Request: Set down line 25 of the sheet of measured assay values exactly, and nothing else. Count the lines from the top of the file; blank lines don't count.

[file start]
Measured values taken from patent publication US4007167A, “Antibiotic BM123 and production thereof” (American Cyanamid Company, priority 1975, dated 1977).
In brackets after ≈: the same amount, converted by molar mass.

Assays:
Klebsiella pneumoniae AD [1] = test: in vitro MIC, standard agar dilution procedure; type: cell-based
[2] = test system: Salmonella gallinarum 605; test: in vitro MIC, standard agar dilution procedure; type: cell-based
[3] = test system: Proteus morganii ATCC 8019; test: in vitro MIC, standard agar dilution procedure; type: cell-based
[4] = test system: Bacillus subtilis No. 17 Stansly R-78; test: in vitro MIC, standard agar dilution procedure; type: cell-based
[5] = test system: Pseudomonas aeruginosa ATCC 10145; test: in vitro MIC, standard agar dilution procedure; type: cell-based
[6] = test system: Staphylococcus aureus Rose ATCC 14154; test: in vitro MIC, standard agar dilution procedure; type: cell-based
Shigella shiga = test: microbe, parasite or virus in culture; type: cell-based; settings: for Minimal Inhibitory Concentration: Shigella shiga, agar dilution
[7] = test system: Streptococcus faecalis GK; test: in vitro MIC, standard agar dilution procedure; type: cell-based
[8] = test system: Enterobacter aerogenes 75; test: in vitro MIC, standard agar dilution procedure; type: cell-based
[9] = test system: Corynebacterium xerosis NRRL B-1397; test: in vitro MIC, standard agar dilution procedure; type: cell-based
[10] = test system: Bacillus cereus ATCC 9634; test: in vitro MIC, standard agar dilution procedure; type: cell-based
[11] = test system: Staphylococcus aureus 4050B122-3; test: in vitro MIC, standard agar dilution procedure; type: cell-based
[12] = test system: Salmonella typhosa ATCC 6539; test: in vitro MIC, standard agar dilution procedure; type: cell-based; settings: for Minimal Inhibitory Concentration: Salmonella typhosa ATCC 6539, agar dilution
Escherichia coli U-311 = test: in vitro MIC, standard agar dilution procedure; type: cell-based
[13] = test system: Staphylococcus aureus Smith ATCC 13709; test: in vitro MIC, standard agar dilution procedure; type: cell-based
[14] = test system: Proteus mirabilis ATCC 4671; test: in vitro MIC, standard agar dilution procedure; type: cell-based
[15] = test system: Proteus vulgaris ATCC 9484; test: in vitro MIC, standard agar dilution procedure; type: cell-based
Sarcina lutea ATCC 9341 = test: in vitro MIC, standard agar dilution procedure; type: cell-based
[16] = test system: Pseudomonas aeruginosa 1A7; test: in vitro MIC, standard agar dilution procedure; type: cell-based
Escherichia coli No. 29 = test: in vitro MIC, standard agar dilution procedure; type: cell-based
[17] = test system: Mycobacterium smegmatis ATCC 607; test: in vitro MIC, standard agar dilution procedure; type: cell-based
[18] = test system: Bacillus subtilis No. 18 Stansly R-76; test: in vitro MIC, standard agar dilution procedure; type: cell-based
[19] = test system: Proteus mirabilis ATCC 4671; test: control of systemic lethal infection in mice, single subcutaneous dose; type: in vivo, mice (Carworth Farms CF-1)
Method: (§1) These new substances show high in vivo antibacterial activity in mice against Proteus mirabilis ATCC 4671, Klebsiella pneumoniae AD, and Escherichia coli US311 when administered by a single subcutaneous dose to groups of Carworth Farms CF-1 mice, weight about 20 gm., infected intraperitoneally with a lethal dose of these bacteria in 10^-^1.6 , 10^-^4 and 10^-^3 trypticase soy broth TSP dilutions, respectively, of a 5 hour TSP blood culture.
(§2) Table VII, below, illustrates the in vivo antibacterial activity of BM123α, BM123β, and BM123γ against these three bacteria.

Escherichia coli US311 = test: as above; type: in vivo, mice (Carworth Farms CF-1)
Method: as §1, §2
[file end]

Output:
[18] = test system: Bacillus subtilis No. 18 Stansly R-76; test: in vitro MIC, standard agar dilution procedure; type: cell-based